Professor David Schalkwyk will run Global Shakespeare—an innovative partnership between Queen Mary, University of London and The University of Warwick.
Global Shakespeare has been set up to shape the future research agenda in 21st century Shakespeare studies across all platforms including criticism, performance, history, and media from television to digital reproduction.
It will offer a range of programmes which will look at creative historical and contemporary approaches as to why ‘Global Shakespeare’ is so relevant to scholars, performers, practitioners, artists, teachers and above all, the next generation of students.
Professor Schalkwyk is a leading authority on the writings and plays of the bard and recently published Hamlet’s Dreams: The Robben Island Shakespeare which brings together the Robben Island Prison of Nelson Mandela and the prison that is Denmark for Hamlet.
He joins the programme from Folger Shakespeare Library in Washington DC—which is home to the world’s largest and finest collection of Shakespeare materials - where he was Director of Research. He was formerly editor of Shakespeare Quarterly and before joining Folger he was Professor of English at Cape Town University.
Speaking about his new role Professor Schalkwyk said: “The new Global Shakespeare programme offers a unique opportunity to harness the expertise in scholarship and performance at two great universities to establish a collaborative network which will engage with Shakespeareans across the globe in a set of new interdisciplinary partnerships. The challenge is to provide a programme that is both wide-ranging and intellectually rigorous, will offer new critical perspectives on the very notion of Global Shakespeare, and ensure mutually enriching conversations for all participants.”
Professor Morag Shiach, Vice Principal for Humanities and Social Sciences at Queen Mary, University of London and Professor Ann Caesar, Pro Vice-Chancellor at The University of Warwick, commented jointly on the appointment:
“David Schalkwyk is a major international figure in the field of Shakespeare Studies whose research has opened up exciting and important new areas of inquiry and we are delighted that he will be joining us for this new joint project. We are confident that David, in collaboration with colleagues at both universities, will create an innovative a very successful centre for research and teaching on Global Shakespeare, and very much look forward to working with him.”
Professor Schalkwyk will be taking up his post in September 2013.
CFP Shakespeare Anniversary, Paris
The Shakespeare Conference: SHK 24.0371 Monday, 26 July 2013
From: Michele Marrapodi <
Date: July 29, 2013 4:01:50 AM EDT
Subject: CFP Shakespeare Anniversary, Paris
Reminder of the CFP of Seminar 5 for the Shakespeare Anniversary in Paris in April 2014.
Seminar 5: Shakespeare and the Visual Arts
CALL FOR PAPERS (REMINDER)
Seminar leader: Michele Marrapodi, University of Palermo
Critical investigation into the rubric of “Shakespeare and the visual arts” has generally focused on the influence exerted by the works of Shakespeare on a number of artists, painters, and sculptors in the course of the centuries. Relying on the aesthetics of intertextuality and profiting from the more recent concepts of cultural mobility and permeability between cultures in the early modern period, this seminar will study instead the dramatic use and function of Renaissance material arts and artists in Shakespeare’s oeuvre. Among the great variety of possible topics, participants in the “Shakespeare and the visual arts” Seminar may like to consider:
the impact of optics and pictorial perspective;
anamorphosis and trompe l’oeil effects on the whole range of visual representation;
the rhetoric of “verbal painting” in dramatic discourse;
the actual citation and intertextuality of classical and Renaissance artists;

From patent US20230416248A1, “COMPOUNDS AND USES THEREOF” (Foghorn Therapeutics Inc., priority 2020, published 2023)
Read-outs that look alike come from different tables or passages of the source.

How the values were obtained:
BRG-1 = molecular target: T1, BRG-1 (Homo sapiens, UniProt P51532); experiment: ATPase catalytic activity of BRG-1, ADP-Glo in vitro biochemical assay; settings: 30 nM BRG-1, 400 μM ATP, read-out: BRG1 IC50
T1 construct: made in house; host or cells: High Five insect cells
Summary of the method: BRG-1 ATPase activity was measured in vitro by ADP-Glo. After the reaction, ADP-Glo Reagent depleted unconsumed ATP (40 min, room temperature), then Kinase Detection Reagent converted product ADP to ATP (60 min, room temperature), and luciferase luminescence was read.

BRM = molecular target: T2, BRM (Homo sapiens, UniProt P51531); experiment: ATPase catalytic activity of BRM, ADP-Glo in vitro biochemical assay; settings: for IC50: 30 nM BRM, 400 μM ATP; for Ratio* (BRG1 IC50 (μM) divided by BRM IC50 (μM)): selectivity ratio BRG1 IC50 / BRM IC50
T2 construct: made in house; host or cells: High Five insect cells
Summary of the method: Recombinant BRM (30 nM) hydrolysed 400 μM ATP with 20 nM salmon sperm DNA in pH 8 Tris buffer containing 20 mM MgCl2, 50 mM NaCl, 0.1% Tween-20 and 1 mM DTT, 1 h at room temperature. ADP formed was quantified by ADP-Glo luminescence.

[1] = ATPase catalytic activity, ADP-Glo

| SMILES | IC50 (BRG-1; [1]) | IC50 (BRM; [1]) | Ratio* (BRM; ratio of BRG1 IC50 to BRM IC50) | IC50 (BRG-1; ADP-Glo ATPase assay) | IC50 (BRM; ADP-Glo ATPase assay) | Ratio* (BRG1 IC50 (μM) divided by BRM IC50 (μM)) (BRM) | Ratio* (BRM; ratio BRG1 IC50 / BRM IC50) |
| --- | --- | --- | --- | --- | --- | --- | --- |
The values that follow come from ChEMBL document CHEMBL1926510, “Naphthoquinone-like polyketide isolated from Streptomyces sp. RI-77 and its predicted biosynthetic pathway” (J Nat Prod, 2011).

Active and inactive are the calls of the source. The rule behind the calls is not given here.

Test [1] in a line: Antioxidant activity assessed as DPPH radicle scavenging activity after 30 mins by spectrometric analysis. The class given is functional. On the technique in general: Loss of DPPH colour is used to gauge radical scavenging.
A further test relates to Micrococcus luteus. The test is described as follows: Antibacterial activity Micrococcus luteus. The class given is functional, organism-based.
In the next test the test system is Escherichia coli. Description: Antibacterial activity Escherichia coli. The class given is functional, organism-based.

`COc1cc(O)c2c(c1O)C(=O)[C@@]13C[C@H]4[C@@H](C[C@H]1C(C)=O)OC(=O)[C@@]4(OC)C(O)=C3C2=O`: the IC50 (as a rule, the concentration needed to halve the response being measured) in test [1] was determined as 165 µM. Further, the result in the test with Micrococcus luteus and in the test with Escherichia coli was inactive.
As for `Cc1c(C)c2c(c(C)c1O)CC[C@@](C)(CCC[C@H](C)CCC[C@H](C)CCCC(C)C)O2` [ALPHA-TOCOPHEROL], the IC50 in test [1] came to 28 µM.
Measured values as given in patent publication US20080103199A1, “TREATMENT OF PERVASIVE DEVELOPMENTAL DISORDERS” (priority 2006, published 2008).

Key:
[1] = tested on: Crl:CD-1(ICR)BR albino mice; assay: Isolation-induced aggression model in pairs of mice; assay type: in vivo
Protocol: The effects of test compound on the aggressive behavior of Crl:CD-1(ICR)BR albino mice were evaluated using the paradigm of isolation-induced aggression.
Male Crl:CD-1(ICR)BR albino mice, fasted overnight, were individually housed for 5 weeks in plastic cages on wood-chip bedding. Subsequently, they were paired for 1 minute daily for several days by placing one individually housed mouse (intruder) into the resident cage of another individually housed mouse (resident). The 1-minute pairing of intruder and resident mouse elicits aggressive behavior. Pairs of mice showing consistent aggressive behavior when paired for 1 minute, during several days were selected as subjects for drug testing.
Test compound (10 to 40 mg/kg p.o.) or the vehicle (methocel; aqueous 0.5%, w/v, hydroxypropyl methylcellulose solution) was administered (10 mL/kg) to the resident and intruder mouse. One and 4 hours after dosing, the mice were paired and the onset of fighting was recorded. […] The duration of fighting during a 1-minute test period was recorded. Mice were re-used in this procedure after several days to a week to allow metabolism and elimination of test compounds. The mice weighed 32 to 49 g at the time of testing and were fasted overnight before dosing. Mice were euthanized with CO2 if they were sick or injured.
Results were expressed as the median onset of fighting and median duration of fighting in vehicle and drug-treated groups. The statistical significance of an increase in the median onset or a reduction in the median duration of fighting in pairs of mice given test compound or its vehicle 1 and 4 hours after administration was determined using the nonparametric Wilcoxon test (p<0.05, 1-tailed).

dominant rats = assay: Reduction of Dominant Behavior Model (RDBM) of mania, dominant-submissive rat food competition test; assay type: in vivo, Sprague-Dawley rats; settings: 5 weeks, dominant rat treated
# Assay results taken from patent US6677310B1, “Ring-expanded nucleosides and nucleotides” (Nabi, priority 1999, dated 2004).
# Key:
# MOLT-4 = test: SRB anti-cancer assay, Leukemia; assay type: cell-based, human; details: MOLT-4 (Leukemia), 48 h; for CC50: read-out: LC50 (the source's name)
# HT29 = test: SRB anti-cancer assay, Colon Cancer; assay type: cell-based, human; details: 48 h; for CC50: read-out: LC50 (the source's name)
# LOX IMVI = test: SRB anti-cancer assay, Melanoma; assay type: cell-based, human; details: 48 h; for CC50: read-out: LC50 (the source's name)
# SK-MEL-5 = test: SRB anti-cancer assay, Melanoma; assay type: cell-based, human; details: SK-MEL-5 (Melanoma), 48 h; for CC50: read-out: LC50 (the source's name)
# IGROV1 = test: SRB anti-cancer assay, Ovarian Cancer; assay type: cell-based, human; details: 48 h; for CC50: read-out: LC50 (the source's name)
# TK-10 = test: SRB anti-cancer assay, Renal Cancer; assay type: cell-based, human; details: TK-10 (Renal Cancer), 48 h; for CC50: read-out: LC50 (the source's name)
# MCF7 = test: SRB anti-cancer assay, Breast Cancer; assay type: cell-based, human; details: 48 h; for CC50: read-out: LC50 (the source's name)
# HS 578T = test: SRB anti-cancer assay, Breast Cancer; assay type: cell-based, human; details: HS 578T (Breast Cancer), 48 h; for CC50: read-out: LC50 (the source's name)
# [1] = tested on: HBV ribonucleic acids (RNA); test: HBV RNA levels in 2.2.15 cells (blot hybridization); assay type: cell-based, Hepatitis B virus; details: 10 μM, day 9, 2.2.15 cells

the legacy of iconographic topoi;
the humanistic debate or Paragone of the Sister Arts;
the use of emblems and emblematic language;
explicit and implicit ekphrasis and ekphrastic passages in the plays
ekphrastic intertextuality, etc.
Registered participants are invited to submit by 10th August 2013 to the address below a one-page abstract of their proposed article on any aspect of the relationship between the age of Shakespeare and Renaissance arts, including the theoretical approach of the arts in the drama of Shakespeare and his contemporaries. Every abstract (approx. 250 words) should include the participant’s name, email, affiliation, and title of the proposed contribution.
Prof. Michele Marrapodi
Facoltà di Lettere e Filosofia
Dipartimento di Scienze Umanistiche
Viale delle Scienze
90128 Palermo, Italy.
The Shakespeare Conference: SHK 24.0370 Monday, 26 July 2013
From: Sharon O’Dair <
Date: July 27, 2013 1:56:18 PM EDT
Subject: Post Doc Announcement
The Alabama Digital Humanities Center at the University of Alabama (http://www.lib.ua.edu/digitalhumanities) is pleased to invite applications for a two-year post-doctoral fellowship in Digital Humanities. The fellowship offers the successful candidate a unique platform for professional advancement: financial and material support for independent research combined with the opportunity to play an instrumental role in nurturing the growing digital humanities community at the University of Alabama.
A program of the University Libraries, the Alabama Digital Humanities Center (ADHC) is a space and a community of over 80 faculty and staff members from Art and Art History, Communication and Information Sciences, Continuing Studies, Education, English, Gender and Race Studies, History, the Libraries, Honors, Modern Languages and Classics, Music, UA Press, and the Center for Community-Based Partnerships. The facility is outfitted with a high-tech array of equipment, specialized software, presentation space, high-definition virtual conferencing capabilities, and group and individual workspace. The initiative has evolved through collaboration and represents a growing and dynamic community on campus. Housed in the Amelia Gayle Gorgas Library, a central gathering point on campus, the Center was built through generous support from the University Libraries and the Office of Information Technology. Open now for two and a half years, the Center has hosted graduate digital humanities classes, numerous guest lectures, monthly brown-bag discussion gatherings, private project consultations, tool training sessions, project work, and community conversations.